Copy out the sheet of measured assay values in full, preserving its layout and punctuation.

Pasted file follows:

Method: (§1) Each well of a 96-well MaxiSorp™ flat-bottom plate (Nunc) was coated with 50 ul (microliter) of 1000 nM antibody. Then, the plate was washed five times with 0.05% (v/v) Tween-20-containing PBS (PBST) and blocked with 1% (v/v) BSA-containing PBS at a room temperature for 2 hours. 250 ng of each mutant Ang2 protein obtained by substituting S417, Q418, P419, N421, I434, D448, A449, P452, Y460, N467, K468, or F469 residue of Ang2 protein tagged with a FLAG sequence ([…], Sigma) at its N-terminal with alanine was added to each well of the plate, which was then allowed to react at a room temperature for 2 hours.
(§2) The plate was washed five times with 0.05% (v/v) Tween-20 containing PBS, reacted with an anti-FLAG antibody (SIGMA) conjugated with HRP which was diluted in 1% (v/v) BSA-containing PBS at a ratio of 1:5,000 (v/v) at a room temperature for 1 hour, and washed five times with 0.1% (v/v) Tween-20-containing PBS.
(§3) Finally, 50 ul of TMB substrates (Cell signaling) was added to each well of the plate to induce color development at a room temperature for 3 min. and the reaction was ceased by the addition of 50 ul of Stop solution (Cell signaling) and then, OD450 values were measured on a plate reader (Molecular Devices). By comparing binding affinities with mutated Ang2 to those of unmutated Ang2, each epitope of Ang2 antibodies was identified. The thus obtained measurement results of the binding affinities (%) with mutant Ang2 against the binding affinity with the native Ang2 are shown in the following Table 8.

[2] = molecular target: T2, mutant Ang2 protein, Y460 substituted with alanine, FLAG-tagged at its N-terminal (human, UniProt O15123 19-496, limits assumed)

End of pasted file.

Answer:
Method: (§1) Each well of a 96-well MaxiSorp™ flat-bottom plate (Nunc) was coated with 50 ul (microliter) of 1000 nM antibody. Then, the plate was washed five times with 0.05% (v/v) Tween-20-containing PBS (PBST) and blocked with 1% (v/v) BSA-containing PBS at a room temperature for 2 hours. 250 ng of each mutant Ang2 protein obtained by substituting S417, Q418, P419, N421, I434, D448, A449, P452, Y460, N467, K468, or F469 residue of Ang2 protein tagged with a FLAG sequence ([…], Sigma) at its N-terminal with alanine was added to each well of the plate, which was then allowed to react at a room temperature for 2 hours.
(§2) The plate was washed five times with 0.05% (v/v) Tween-20 containing PBS, reacted with an anti-FLAG antibody (SIGMA) conjugated with HRP which was diluted in 1% (v/v) BSA-containing PBS at a ratio of 1:5,000 (v/v) at a room temperature for 1 hour, and washed five times with 0.1% (v/v) Tween-20-containing PBS.
(§3) Finally, 50 ul of TMB substrates (Cell signaling) was added to each well of the plate to induce color development at a room temperature for 3 min. and the reaction was ceased by the addition of 50 ul of Stop solution (Cell signaling) and then, OD450 values were measured on a plate reader (Molecular Devices). By comparing binding affinities with mutated Ang2 to those of unmutated Ang2, each epitope of Ang2 antibodies was identified. The thus obtained measurement results of the binding affinities (%) with mutant Ang2 against the binding affinity with the native Ang2 are shown in the following Table 8.

[2] = molecular target: T2, mutant Ang2 protein, Y460 substituted with alanine, FLAG-tagged at its N-terminal (human, UniProt O15123 19-496, limits assumed)